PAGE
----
I confess that I've never actually sat down and watched Glenn Beck's show on Fox. I'd watch a show if only for the purpose of writing this post, but G. and Sophia wouldn't stand for it. From plenty of sampling in the media I had a pretty good idea that conspiracy rhetoric was a big part of the schtick. You know, where you draw the sinister and shadowy connections. So I hopped on over to YouTube to have a look and sure enough I found evidence that this was a theme.
Well, "big deal," right? Except that Glenn Beck works for the Australian Rupert Murdoch, who owns Fox. Mr. Murdoch owns Star TV, the biggest station out of Hong Kong, and he works closely with the government of the People's Republic of China. These deals are of Chinese government influence over content on his channels in exchange for access for Mr. Murdoch to the $50 billion advertising revenue of Chinese state-owned TV. (Here is an Esquire magazine article on the topic with lots of good links, although it embarrassingly repeats over and over the error that Murdoch is "an American businessman"). In fairness to Rupert Murdoch he has publicly asked the Chinese government to open up to the world's media. Those who know him smile and say he wants the money. Glenn Beck works for the same people who produce television news for the Chinese Communist Party. Literal fact.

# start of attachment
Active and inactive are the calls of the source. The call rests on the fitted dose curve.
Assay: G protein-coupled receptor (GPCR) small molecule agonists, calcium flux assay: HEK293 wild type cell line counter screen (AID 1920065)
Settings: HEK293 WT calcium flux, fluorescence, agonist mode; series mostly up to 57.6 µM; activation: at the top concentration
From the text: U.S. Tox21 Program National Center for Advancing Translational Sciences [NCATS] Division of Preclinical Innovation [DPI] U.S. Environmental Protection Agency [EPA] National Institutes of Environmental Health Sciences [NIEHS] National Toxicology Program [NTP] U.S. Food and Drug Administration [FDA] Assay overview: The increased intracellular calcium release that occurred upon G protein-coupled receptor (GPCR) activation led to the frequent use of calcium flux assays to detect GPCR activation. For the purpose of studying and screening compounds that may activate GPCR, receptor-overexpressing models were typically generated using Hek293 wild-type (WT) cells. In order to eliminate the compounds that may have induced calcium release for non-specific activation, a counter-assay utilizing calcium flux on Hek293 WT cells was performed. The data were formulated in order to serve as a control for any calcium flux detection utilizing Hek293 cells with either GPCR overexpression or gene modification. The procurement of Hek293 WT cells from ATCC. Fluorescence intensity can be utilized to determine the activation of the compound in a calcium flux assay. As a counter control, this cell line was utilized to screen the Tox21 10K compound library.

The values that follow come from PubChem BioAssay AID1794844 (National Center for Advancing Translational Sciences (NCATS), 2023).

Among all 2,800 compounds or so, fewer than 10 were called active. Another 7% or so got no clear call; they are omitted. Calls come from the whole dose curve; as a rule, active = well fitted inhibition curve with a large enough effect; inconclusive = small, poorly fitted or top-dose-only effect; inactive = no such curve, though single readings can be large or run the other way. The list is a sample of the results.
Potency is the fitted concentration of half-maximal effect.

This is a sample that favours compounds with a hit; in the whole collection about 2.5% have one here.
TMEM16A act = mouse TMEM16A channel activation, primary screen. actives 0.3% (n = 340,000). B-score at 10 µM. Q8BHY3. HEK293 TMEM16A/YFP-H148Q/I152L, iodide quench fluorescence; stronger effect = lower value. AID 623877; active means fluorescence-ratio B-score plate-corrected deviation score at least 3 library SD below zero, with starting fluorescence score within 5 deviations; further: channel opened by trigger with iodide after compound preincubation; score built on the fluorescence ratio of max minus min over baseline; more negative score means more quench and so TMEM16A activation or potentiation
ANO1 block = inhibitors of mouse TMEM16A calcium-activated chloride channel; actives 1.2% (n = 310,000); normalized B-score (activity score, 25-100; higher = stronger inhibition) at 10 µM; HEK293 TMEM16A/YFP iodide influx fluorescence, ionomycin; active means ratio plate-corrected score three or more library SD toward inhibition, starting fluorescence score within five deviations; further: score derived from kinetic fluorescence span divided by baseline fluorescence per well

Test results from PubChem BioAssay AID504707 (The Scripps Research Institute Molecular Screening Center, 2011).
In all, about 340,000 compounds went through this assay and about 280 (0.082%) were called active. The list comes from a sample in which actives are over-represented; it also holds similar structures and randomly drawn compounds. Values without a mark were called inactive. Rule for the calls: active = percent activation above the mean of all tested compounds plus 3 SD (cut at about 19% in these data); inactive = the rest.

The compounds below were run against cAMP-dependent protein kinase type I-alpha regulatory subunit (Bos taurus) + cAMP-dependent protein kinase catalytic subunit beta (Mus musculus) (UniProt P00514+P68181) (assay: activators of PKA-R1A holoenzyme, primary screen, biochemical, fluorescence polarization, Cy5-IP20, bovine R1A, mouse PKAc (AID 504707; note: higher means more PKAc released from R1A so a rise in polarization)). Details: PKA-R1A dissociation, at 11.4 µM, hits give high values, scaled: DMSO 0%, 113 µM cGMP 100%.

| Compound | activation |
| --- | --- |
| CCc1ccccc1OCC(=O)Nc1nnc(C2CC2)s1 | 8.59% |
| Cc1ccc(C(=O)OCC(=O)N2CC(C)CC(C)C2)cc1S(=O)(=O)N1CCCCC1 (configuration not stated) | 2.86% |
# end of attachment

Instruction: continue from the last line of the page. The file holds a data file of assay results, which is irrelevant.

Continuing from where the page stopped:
All paranoia aside, it may be that Mr. Murdoch's worst crime here in North America is his hugely successful "Fleet Street"-ization of American TV news, turning it into a tabloid media more familiar in the UK and Australia, patently biased, patently exploitative. The counter-argument is that it's good that we know what we're watching. And Glenn Beck is nothing, after all, compared with what people are going through in Central Asia.